7 Ways to Help Your Remote Team Make Time for Deep Work — Andy Sto

Identify the barriers

  • Level of difficulty — shallow work is easier to do. So people tend to complete these tasks first and get engaged in deep work. Crossing out many tasks from your to-do list might create an illusion that you are being productive and working hard. But it does not mean that you are getting work done. So encourage your team members to prioritize those tasks that have long-term value.
  • Distractions — whether you are working from home or sitting in a cozy café, there can be many distractions. With constant chat messages and notifications, and children running around the house, our everyday life can get chaotic. And deep work cannot be done when we are constantly distracted and lose focus every 10 minutes. We recommend asking your remote team members about the biggest distractions they have to handle and then thinking of ways to reduce them.
  • Context switching — we often tend to switch from task A to task B then to task C and task A again. Imagine you started writing an email, but did not finish it, and then opened a document for the report. But in the middle of it answered a call. As Cal Newport explains in his book, once you switch from one task to another, part of your attention does not follow, it stays with the original task. So you are still thinking about that email you opened but did not finish writing. Try to reduce context switching by telling your employees to do the same type of tasks in a certain period of time. For example, dedicate one hour to only sending emails or if they have several calls to make, do not spread them throughout the day.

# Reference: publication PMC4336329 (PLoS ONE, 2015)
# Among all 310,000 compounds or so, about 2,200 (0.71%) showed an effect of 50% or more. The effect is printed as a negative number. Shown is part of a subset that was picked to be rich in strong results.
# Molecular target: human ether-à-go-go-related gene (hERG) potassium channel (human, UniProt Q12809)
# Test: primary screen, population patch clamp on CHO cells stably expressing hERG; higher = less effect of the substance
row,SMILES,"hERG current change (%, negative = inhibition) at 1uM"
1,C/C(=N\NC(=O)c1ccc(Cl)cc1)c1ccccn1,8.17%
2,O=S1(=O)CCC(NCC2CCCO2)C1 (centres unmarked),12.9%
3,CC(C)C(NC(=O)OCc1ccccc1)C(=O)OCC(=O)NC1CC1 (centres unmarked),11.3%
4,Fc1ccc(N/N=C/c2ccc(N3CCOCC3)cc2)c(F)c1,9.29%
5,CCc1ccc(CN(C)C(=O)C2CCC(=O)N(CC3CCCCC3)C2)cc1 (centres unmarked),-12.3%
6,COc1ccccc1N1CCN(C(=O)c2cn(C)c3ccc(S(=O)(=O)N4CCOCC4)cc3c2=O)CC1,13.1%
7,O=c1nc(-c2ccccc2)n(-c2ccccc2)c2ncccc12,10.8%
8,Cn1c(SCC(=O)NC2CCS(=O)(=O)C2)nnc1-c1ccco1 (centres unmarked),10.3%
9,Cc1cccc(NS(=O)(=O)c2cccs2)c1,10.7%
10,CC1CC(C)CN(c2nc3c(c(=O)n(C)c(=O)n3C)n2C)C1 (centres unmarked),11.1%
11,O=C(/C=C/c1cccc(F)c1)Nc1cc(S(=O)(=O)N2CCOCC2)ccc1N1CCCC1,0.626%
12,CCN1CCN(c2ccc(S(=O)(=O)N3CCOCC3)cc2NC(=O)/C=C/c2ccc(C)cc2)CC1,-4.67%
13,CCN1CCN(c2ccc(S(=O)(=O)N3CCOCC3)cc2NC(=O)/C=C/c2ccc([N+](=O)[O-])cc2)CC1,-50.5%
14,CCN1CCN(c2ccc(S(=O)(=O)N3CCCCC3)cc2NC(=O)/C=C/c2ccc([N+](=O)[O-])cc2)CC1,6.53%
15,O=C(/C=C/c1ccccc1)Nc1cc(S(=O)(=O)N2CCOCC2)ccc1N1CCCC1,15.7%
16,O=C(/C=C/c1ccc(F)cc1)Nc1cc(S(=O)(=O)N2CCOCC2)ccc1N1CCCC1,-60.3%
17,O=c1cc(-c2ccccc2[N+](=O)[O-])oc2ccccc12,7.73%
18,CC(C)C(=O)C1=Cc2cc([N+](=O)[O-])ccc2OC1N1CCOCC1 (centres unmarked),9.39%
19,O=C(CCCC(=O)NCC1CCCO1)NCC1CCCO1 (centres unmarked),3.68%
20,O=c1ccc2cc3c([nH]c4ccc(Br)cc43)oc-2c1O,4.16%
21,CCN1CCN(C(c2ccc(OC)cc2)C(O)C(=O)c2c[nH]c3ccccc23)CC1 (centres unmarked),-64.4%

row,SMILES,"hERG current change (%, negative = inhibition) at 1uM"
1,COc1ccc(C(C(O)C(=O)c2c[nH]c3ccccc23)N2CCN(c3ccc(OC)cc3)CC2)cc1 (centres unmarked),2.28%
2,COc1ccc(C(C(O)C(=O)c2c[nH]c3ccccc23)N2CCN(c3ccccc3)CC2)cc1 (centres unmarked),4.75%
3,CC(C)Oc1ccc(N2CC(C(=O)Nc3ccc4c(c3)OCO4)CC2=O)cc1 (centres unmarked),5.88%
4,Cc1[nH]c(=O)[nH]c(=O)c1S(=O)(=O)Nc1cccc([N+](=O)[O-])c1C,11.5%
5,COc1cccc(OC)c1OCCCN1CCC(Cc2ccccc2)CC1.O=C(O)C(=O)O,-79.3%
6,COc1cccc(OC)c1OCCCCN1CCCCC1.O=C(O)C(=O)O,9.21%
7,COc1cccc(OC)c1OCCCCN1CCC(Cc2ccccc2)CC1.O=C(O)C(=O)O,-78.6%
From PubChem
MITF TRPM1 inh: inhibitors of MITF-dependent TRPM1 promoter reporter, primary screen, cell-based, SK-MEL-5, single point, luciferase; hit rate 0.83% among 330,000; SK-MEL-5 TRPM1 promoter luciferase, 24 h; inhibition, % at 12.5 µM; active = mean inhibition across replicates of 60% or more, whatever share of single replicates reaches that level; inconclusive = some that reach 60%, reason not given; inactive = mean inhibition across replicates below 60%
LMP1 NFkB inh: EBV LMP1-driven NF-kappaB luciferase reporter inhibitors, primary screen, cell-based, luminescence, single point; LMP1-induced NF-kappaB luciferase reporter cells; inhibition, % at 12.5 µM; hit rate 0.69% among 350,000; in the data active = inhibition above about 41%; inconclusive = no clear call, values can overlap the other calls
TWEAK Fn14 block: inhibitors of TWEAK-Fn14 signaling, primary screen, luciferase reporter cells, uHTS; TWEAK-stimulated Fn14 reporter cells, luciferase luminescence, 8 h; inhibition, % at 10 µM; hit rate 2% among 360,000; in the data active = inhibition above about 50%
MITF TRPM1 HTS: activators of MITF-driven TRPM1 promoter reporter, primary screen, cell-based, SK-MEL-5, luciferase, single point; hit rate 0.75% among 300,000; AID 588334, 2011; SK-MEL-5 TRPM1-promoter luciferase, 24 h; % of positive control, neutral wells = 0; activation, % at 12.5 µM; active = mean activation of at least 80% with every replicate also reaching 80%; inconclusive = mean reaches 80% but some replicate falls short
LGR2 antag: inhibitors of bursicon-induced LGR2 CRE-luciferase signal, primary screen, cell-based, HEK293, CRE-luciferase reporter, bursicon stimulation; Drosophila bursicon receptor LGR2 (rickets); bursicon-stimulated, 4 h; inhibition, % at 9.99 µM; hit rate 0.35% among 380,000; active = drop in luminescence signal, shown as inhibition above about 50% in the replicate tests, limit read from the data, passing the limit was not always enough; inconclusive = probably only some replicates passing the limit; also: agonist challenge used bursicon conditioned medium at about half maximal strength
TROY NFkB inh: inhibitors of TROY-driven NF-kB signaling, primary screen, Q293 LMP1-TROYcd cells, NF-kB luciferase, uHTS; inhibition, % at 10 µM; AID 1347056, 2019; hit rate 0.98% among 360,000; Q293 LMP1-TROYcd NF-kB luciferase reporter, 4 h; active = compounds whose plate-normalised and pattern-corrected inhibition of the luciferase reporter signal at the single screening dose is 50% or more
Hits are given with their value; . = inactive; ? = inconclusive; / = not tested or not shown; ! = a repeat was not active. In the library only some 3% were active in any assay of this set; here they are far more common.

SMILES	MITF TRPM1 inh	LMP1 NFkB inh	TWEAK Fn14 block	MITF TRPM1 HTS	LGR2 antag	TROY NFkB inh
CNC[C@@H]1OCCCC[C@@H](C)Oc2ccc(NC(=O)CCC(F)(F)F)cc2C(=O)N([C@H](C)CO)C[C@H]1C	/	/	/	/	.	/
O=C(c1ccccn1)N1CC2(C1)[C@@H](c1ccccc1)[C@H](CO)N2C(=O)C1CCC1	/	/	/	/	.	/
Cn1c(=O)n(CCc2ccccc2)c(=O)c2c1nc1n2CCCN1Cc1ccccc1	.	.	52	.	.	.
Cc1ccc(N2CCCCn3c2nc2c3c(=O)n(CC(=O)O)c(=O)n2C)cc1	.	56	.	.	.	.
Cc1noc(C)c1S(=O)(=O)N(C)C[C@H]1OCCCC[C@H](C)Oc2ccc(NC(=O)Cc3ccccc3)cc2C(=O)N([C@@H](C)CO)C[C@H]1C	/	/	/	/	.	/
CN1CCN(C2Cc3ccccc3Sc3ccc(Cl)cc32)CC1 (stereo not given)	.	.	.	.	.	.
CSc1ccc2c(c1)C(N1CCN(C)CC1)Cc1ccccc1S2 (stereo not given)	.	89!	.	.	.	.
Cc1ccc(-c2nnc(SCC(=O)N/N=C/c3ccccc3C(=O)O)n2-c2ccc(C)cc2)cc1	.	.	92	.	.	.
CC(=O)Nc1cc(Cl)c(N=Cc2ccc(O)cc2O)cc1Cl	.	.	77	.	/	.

• Work-life balance — those working remotely know the pain of managing your working schedule. No matter how organized you are, it might still be a challenge to finish work on time. It’s important for you to set boundaries together with your team members, set the expectations straight and define exact working hours. As a result, they would be able to keep more energy during the day and stay motivated.
  • Work culture — if there is an established ritual of having a five-hour Zoom call every Monday, it would most likely get in the way of deep work. Try to minimize the time spent on unnecessary administrative tasks.

Help with creating a space

Less time for meetings and communication

Invest in tools and technology

Support good habits

Promote a healthy work-life balance

Be the advocate for deep work

The verdict

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Andy Sto

Andy Sto

Digital Nomad focused in #remotework and #digitalnomadism